The next day, you have a choice. Maybe you want to take it easy, in which case, hire a car or better yet, a driver too, and head to Chigny des Roses for some old school family champagne producers. But, if you are feeling adventurous or in the mood to ‘earn your champagne and cheese’, you can cycle to Epernay (contact The Winerist who will take your luggage for you and provide bikes) and stop off half way at Chigny. It’s a 30 mile cycle and definitely achievable without much training as long as you have a decent level of fitness. Your route will take you up quiet roads with few cars and although there are two steep hills, you can get away with walking part of the way.

But again, you need to book. The most notable in the village is Cattier, who supply the House of Commons. Check out J. Lasalle, and just for giggles, Andre Tixier et fils, which is a very decent family winery but not prestigious, so you can buy a case of fizz here for 15 Euros. Stock up for the family, wink!

Your ride, or taxi, will take you onto the famous Avenue de Champagne. If you arrive early enough, reward yourself within a glass of “prestige” at Collard Picard, a lesser known winery that makes one of my favourite champagnes on the avenue.

An Extended Stay?

Check into Epernay for two nights, if you have been cycling you definitely deserve some spa time and I recommend Hotel Jean Moët.

If a family run boutique is more up your street, stay at the beautiful La Poterne where Charlotte and her parents will make you feel very at home. My favourite restaurants are La Banque, a very fine brasserie indeed, set in an old bank and La Cave, which serves traditional dishes from the region. For a nightcap or six, hit up C Comme, a champagne bar that specialises in lesser known micro champagne wineries from the region.

On your final day, it’s all about the champagne life. Begin at the beast of Moët et Chandon, you will need a reservation and again I urge you towards the vintage tastings. They are serving 2008 right now, about the only thing in 2008 that went well, and in August you will able to buy 2009. Moët et Chandon also own Dom Pom, the handiwork of the monk that basically dedicated his life to bubbles so don’t forget to try some while you are there.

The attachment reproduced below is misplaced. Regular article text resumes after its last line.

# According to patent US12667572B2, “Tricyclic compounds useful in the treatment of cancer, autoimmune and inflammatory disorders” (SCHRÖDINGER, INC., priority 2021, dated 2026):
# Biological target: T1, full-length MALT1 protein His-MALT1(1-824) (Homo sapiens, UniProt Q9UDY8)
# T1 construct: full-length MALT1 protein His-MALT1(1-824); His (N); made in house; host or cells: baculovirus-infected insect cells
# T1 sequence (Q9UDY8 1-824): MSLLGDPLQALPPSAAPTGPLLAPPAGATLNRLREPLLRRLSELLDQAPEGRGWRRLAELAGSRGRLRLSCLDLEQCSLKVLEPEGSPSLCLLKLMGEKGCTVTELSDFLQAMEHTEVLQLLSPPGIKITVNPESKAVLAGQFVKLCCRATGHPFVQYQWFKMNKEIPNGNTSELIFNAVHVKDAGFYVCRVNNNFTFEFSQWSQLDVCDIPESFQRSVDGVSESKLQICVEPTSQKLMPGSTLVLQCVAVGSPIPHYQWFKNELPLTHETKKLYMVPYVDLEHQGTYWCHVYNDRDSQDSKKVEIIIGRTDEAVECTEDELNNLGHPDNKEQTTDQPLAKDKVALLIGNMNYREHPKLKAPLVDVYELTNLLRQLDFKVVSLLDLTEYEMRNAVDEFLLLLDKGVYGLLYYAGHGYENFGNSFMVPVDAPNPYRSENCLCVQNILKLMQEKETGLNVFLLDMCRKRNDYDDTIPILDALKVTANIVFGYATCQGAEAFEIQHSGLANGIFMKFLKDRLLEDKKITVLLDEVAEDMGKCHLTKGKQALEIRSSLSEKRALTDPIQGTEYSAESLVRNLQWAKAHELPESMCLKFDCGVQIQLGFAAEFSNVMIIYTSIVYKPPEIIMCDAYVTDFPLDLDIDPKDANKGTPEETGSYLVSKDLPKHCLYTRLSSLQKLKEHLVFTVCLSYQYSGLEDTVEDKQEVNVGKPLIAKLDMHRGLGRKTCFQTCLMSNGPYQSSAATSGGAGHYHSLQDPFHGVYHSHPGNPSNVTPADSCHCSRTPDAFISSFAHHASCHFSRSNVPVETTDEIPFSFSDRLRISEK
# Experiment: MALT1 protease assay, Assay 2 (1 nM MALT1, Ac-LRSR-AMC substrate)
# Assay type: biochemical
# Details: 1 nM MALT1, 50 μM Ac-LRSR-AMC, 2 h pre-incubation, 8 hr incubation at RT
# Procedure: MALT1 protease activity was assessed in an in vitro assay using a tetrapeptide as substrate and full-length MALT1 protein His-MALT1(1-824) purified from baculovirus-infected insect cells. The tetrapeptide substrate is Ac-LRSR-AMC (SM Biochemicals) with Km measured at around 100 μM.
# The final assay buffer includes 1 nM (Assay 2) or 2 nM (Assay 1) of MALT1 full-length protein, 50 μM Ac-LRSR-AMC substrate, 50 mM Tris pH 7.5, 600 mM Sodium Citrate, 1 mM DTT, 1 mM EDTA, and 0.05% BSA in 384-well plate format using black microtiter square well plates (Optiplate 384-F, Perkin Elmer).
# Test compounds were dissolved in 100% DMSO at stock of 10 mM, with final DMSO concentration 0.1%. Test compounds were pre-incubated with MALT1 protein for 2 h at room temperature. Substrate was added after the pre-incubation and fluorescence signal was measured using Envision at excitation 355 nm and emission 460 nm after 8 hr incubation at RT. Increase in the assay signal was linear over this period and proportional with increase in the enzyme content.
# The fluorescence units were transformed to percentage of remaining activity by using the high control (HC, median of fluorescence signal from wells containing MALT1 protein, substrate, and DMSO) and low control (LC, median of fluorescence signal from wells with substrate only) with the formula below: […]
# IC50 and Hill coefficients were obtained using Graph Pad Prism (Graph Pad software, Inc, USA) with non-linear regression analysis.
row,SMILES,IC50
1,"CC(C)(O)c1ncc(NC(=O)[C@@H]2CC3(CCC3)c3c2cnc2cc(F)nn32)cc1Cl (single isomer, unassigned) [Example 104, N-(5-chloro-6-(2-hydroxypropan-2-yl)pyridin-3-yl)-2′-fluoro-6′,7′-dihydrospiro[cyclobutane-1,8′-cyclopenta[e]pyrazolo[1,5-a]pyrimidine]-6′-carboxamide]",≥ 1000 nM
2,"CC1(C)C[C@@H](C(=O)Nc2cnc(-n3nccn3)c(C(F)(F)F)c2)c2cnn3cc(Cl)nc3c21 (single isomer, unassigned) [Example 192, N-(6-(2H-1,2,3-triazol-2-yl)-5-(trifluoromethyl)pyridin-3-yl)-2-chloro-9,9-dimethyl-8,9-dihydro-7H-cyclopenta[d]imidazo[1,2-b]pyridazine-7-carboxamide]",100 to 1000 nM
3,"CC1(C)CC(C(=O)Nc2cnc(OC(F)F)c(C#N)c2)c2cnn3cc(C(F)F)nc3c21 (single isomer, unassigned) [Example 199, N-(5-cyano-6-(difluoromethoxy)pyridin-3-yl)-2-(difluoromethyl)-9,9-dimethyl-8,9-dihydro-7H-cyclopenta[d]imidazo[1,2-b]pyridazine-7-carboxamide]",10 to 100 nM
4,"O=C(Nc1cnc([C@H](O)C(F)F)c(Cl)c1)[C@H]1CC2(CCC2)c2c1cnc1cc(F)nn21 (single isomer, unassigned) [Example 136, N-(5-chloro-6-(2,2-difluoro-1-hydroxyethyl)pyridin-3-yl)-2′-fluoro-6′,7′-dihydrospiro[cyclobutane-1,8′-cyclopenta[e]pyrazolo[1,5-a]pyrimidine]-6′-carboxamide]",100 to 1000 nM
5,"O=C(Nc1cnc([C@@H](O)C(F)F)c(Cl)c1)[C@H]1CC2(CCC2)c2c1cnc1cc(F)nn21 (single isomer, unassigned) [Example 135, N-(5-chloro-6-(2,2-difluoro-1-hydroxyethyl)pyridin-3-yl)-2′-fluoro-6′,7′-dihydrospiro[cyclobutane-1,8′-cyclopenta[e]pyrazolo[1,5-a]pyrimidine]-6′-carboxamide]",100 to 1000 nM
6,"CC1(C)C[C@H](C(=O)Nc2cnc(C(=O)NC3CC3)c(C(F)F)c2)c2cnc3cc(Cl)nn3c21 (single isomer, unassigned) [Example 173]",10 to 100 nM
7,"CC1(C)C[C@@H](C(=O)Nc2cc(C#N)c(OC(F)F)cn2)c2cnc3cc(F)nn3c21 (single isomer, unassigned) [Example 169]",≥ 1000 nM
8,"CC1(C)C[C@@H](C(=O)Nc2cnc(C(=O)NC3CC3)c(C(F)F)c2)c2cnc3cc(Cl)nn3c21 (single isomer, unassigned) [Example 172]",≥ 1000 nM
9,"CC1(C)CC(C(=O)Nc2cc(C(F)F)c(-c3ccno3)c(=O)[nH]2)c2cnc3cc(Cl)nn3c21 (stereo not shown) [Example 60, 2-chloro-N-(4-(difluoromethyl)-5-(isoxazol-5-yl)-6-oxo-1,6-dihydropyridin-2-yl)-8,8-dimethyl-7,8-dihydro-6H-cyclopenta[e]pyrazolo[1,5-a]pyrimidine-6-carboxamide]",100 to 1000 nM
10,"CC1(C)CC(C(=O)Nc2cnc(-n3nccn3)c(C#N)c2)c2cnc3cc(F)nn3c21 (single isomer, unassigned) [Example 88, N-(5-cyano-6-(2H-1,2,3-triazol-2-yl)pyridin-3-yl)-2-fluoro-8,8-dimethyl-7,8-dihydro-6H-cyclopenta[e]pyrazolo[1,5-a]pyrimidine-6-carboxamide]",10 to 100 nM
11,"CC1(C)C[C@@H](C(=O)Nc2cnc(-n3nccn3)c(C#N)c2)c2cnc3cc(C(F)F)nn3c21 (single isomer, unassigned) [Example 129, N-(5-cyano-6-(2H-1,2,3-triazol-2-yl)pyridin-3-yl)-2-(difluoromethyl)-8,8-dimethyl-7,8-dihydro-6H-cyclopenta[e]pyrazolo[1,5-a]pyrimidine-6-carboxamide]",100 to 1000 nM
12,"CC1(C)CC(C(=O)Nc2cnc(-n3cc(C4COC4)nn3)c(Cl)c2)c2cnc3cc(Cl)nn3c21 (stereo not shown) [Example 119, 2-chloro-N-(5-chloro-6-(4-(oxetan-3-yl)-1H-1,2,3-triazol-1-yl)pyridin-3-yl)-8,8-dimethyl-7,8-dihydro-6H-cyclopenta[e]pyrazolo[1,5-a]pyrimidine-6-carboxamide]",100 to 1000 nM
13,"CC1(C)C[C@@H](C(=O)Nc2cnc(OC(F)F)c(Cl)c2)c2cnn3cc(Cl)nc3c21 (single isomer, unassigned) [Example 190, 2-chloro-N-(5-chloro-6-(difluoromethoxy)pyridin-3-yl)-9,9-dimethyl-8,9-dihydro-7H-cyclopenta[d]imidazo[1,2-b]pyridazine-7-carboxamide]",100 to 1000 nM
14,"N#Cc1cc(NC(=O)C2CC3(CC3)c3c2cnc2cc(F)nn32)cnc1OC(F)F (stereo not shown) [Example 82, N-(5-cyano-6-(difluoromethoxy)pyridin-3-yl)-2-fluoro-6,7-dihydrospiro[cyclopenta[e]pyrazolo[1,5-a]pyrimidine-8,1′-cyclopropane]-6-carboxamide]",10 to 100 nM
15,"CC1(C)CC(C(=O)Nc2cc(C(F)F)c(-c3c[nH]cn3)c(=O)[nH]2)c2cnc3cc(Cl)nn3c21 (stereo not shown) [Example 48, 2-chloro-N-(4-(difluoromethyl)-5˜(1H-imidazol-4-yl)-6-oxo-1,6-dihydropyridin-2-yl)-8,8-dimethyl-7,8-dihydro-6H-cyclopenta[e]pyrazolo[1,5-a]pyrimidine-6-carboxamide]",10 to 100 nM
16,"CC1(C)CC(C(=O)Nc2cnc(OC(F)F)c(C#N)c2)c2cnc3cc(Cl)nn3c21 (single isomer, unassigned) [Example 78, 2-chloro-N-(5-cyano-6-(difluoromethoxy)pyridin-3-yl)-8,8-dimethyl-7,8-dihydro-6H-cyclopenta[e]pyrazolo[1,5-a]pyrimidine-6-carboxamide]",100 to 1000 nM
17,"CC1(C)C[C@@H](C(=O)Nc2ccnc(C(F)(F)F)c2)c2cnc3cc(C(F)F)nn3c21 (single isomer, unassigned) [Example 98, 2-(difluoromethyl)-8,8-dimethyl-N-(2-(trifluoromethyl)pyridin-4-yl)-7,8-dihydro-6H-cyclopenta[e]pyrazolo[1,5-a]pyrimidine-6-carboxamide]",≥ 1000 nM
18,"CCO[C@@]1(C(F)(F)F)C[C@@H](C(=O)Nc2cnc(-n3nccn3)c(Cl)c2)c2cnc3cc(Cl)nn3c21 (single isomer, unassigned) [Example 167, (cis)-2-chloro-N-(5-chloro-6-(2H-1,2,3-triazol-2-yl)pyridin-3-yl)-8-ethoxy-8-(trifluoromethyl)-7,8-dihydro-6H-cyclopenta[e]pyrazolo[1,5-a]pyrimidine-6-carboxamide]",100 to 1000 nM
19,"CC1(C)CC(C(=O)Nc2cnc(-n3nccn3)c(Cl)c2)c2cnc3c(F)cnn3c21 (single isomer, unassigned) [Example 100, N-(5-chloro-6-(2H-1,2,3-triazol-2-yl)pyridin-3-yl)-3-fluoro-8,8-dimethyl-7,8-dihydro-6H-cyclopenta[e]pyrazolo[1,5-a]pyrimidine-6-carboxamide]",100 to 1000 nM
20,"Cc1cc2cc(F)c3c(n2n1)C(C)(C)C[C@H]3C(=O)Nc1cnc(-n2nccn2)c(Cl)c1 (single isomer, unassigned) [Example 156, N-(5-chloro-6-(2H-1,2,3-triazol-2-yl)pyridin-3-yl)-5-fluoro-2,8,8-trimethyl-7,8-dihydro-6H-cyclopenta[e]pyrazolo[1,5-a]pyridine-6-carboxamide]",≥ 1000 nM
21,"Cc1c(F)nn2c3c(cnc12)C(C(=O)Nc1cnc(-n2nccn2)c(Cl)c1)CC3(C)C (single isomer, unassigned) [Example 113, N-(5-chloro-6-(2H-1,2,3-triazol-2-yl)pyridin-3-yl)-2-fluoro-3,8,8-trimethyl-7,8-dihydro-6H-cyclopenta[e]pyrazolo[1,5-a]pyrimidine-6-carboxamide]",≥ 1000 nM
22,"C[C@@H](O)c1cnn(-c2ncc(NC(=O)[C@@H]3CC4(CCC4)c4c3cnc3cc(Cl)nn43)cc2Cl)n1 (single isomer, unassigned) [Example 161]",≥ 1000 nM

As you wander down Avenue de Champagne, stop off at any of the lesser-known houses you see, they might surprise you! But at the end of the road you will see a beautiful building on the left that may look tempting, it is called Castellane, but is Laurent Perrier’s poorer cousin and I would avoid. Keep going until you get to Mercier, the people’s champagne! It may be less expensive but you can’t fault the flair and take the train through the cellars and at the tasting try the blanc de noirs which at €25 for a bottle is an absolute steal.

So if you’re not living the champagne life, make sure you live it for the weekend! There is a huge amount of love and sweat that goes into every bottle and if you are super keen you can show up around harvest to help pick the grapes! This is a trip that will take a little more effort in advance on your part but grab your girlfriends as this is the ultimate girls weekend.

Need to Know

Veuve Clicquot – Book in for the Cellar Tour

Ruinart – Book here with 3 weeks notice

LaSalle http://www.champagne-jlassalle.com/en/

Cattier contact: champ[email protected]

Andre Tixier contact: [email protected]